The Commission is today proposing to strengthen the operational effectiveness and efficiency of the Schengen Information System (SIS), as announced in the Communication setting out the way forward towards the achievement of an effective and sustainable EU Security Union and as reiterated in President Juncker’s State of the Union Address.
Consulted 2.9 billion times in 2015, SIS is the most widely used information sharing system for border management and security in Europe. The proposed improvements will further enhance the ability of the system to fight terrorism and cross-border crime, improve border and migration management and ensure an effective information exchange between Member States to increase the security of European citizens.
Commissioner for Migration, Home Affairs and Citizenship, Dimitris Avramopoulos, said: “With today’s proposals, we extend the scope of the Schengen Information System to close information gaps and improve information exchange on terrorism, cross-border crime and irregular migration – contributing to a stronger control of our external borders and an effective and sustainable EU Security Union. In the future, no critical information should ever be lost on potential terrorist suspects or irregular migrants crossing our external borders.”
Commissioner for the Security Union, Julian King, said: The Schengen Information System is central to Europe’s internal security. Today’s measures will deliver important technical and operational improvements so it’s easier to detect and identify those who wish us harm. It will also improve cooperation and information sharing between Member States and with relevant EU agencies. Much more remains to be done though: SIS is only as good as the data inputted into it. We’ll bring forward further improvements in 2017″
As concluded by the Commission in its evaluation report on SIS, also presented today, the system has a clear added value at EU level and has been an outstanding operational and technical success. The evaluation also identifies areas for technical and operational improvements to further increase the effectiveness of the system – which can only be as efficient as the data it is fed.
In particular, the changes proposed by the Commission today will:
- improve the security and accessibility of the system by providing for uniform requirements for officers on the ground on how to process SIS data in a secure way and ensure business-continuity for end-users;
- strengthen data protection by introducing additional safeguards to ensure that the collection and processing of and access to data is limited to what is strictly necessary, in full respect of EU legislation and fundamental rights, including the right to effective remedies;
- improve information sharing and cooperation between Member States, notably through the introduction of a new alert category on “unknown wanted persons” and full access rights for Europol ;
- help combat terrorism by introducing the obligation to create a SIS alert in cases related to terrorist offences and a new ‘inquiry check’ to help authorities gather essential information;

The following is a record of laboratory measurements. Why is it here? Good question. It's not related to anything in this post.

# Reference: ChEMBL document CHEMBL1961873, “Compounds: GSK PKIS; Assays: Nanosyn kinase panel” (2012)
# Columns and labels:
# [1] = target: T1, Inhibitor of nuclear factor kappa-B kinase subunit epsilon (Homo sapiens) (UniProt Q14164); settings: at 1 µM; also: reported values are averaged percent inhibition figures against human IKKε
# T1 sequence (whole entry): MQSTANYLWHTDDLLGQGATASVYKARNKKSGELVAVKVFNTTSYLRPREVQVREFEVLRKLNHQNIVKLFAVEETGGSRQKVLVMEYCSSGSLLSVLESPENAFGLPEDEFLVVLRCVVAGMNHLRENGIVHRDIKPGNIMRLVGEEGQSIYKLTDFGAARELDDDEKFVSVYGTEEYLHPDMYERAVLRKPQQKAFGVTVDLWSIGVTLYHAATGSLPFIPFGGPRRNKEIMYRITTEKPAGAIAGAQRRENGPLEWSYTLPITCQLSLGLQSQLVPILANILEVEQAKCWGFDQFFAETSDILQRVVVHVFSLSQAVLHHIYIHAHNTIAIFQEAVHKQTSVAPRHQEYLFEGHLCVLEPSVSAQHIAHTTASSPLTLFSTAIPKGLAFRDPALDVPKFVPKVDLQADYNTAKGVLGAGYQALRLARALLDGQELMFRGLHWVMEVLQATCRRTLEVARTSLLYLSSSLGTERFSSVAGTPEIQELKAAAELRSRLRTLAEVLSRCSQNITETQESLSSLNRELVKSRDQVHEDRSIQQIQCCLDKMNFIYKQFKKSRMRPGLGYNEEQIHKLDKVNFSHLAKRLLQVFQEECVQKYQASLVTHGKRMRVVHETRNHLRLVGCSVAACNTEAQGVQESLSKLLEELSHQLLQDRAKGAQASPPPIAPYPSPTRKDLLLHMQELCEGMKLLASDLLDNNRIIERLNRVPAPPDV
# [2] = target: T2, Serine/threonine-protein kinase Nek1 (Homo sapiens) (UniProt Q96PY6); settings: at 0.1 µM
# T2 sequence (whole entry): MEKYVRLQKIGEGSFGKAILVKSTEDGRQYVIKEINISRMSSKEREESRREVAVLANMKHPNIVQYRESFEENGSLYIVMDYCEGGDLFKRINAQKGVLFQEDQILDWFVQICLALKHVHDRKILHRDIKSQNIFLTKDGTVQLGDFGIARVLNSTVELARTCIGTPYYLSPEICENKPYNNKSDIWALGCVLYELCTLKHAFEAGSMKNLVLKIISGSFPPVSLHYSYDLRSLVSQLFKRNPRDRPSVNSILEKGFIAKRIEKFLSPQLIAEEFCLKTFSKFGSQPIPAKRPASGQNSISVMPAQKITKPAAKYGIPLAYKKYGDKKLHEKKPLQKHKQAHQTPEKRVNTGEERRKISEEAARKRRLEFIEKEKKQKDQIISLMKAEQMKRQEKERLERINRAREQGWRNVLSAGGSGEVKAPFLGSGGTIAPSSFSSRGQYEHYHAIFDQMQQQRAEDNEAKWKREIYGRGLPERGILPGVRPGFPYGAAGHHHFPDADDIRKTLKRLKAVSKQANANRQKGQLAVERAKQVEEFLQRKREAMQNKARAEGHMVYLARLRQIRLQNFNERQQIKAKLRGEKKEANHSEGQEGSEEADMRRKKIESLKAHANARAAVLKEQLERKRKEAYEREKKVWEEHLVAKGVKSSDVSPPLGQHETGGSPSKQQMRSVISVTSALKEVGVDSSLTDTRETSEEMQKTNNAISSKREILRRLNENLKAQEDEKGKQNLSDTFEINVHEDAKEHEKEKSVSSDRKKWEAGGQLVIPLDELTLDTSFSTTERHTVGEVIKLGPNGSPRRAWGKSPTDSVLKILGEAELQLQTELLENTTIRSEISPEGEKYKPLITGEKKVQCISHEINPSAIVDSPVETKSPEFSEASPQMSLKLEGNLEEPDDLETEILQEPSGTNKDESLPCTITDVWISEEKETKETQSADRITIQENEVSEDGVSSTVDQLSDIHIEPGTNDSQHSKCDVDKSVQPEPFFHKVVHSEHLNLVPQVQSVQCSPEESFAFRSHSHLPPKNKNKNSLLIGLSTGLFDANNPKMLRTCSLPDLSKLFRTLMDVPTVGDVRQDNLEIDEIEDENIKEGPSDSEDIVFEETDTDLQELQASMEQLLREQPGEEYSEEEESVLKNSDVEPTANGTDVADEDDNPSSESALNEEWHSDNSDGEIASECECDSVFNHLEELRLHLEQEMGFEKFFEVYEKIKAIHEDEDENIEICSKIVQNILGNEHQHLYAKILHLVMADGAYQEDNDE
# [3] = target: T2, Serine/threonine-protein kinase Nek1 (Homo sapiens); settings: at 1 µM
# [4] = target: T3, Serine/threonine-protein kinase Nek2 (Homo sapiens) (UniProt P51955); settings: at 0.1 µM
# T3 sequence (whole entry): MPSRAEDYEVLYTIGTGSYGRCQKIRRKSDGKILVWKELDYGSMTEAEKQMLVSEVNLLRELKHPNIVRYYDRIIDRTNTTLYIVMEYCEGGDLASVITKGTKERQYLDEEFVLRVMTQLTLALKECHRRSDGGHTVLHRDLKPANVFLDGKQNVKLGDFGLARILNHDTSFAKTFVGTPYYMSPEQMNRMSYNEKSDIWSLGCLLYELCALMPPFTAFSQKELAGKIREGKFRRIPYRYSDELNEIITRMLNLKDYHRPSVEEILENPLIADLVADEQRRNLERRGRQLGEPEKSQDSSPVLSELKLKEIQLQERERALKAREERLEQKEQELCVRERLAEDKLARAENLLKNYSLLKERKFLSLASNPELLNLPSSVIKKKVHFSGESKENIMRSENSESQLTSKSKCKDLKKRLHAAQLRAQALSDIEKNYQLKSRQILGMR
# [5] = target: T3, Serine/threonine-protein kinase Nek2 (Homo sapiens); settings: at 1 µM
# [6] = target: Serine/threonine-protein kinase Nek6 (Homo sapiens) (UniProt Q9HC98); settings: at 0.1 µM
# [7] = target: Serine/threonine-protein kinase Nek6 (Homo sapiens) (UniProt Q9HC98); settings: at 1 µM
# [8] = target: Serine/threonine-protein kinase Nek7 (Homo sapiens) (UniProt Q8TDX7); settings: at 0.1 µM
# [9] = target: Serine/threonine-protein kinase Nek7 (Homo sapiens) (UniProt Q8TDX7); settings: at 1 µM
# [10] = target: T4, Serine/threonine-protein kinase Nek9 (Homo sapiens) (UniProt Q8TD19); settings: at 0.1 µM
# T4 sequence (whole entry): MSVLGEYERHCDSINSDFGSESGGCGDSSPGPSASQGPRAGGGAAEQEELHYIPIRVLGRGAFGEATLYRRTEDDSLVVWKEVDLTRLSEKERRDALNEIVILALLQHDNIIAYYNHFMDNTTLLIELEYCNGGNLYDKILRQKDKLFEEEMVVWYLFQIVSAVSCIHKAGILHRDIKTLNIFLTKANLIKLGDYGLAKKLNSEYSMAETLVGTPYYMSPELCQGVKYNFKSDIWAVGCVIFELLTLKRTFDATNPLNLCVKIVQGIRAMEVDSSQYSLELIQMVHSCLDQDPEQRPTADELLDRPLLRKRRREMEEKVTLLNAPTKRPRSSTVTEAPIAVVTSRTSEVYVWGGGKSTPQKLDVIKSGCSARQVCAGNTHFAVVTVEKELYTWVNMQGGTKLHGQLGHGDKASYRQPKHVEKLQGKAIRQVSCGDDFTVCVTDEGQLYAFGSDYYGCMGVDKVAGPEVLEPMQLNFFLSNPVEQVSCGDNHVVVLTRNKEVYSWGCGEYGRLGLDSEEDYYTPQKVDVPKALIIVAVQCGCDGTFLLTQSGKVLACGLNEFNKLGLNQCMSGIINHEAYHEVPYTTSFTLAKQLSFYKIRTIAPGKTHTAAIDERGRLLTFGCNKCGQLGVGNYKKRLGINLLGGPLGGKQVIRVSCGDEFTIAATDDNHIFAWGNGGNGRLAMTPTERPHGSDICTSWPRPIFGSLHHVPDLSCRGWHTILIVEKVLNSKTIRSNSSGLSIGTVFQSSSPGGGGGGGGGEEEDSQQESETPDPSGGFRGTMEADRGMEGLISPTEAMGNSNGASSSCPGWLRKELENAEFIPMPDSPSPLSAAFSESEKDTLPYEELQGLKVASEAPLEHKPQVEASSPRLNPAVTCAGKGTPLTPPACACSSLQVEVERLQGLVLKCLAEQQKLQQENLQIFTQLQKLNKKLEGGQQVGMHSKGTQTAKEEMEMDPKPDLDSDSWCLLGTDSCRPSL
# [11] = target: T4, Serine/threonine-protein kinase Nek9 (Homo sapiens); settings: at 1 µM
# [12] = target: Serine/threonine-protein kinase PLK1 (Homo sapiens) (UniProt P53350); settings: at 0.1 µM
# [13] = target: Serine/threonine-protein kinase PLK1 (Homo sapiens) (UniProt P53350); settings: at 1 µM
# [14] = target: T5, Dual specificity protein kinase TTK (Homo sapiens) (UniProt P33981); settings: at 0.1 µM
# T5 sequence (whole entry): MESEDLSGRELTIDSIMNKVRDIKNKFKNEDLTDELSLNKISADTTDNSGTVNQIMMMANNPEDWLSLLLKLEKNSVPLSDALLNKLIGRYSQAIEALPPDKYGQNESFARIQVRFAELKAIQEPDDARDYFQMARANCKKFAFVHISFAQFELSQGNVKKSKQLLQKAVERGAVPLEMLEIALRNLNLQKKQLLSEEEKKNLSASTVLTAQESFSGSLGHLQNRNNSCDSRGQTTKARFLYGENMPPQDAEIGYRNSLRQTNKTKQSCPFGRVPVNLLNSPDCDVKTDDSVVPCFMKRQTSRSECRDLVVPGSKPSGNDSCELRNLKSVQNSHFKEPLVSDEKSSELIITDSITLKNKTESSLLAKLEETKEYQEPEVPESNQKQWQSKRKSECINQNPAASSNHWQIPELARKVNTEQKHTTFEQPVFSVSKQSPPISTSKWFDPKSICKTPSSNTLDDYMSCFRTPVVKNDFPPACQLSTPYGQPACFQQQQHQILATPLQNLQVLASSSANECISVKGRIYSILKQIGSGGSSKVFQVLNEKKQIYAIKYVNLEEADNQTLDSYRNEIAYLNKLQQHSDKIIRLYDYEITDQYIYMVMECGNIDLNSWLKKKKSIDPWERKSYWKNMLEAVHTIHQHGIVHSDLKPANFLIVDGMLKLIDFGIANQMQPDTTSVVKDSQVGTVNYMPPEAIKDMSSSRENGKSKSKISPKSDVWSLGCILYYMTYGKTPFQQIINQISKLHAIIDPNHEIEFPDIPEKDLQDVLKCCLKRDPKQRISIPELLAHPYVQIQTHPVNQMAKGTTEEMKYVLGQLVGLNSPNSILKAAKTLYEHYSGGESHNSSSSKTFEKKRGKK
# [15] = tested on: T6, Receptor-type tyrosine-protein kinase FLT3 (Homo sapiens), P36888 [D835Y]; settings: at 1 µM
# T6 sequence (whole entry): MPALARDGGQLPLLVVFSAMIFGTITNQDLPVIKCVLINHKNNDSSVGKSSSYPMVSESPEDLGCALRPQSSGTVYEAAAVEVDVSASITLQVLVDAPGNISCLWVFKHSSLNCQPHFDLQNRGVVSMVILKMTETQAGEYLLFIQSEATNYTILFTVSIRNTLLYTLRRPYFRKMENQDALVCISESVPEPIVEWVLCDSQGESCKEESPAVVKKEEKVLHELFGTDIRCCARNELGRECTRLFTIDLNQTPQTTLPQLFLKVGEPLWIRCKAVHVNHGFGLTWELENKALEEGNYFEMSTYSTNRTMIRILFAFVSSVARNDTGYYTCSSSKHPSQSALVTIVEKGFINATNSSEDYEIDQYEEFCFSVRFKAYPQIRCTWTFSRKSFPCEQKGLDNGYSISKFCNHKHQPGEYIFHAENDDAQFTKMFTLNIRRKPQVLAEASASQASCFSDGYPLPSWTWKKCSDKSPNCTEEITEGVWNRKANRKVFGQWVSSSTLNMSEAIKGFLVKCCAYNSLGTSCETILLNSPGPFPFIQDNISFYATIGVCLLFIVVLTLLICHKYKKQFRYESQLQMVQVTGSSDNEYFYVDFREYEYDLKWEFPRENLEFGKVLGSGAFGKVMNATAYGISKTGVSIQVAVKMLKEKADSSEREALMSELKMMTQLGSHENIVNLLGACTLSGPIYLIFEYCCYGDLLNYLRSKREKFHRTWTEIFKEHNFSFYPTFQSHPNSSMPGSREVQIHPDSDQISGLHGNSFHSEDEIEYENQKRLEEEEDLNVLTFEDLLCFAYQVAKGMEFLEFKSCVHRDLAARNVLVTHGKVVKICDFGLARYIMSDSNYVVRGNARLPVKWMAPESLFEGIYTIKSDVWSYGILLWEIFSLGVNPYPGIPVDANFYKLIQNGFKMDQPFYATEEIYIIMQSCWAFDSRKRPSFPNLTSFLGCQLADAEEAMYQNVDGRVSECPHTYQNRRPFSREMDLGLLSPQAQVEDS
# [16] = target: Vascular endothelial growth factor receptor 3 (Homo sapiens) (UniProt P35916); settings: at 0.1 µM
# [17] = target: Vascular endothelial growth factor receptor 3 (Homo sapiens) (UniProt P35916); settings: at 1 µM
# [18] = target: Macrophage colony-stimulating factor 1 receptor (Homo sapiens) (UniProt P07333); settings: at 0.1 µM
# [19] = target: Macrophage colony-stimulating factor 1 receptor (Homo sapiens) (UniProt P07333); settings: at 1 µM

- better protect children by allowing authorities to issue, in addition to alerts for missing children, preventive alerts for children who are at high risk of abduction;
- contribute to the effective enforcement of entry bans for third-country nationals at the external border by making their introduction in the SIS compulsory;
- improve the enforcement of return decisions issued to irregularly staying third-country nationals by introducing a new alert category for return decisions;
- make more effective use of data such as facial imaging and palm prints to identify persons entering the Schengen area;
- strengthen the support for prevention and investigation of theft and counterfeiting by providing for alerts to be issued on a wider range of stolen and falsified goods and documents.
The Schengen Information System (SIS) is a large-scale, centralised information system that supports checks at the external Schengen borders and improves law enforcement and judicial cooperation in 29 countries throughout Europe. It currently contains around 70 million records, and was consulted 2.9 billion times in 2015 – 1 billion times more than in 2014. SIS notably provides information on individuals who do not have the right to enter or stay in the Schengen area, persons sought in relation to criminal activities and missing persons, as well as details of certain lost or stolen objects (for example cars, firearms, boats and identity documents) and data that is needed to locate a person and confirm their identity.
As announced in the Communication setting out the way forward towards the achievement of an effective and sustainable EU Security Union from 20 April and in the Communication of 6 April on Stronger and Smarter Information Systems for Borders and Security, in order to improve existing information systems to enhance security and strengthen our borders, the Commission would examine possible additional functionalities to improve the system with a view to presenting proposals to revise the legal basis of SIS.
To this effect, the Commission carried out a comprehensive evaluation of SIS in 2016. The evaluation found that SIS is operating effectively and confirms the overall outstanding operational and technical success of the system. No other law enforcement cooperation system generates as many positive outcomes or can handle as much information flow in real time with the result that, year on year and in all alert categories, hits have increased. Building on this success, the evaluation report also sets out some areas where operational and technical improvements can be made. Today’s proposals implement the recommendations set out in the evaluation report.
Compliments of the European Commission